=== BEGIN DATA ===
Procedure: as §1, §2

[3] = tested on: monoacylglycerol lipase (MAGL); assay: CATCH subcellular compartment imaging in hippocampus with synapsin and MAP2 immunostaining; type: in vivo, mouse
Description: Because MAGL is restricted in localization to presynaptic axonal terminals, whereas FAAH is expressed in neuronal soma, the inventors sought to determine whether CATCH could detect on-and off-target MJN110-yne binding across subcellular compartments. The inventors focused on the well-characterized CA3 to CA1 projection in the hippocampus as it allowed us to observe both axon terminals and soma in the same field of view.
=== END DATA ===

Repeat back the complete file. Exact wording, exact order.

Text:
Procedure: as §1, §2

[3] = tested on: monoacylglycerol lipase (MAGL); assay: CATCH subcellular compartment imaging in hippocampus with synapsin and MAP2 immunostaining; type: in vivo, mouse
Description: Because MAGL is restricted in localization to presynaptic axonal terminals, whereas FAAH is expressed in neuronal soma, the inventors sought to determine whether CATCH could detect on-and off-target MJN110-yne binding across subcellular compartments. The inventors focused on the well-characterized CA3 to CA1 projection in the hippocampus as it allowed us to observe both axon terminals and soma in the same field of view.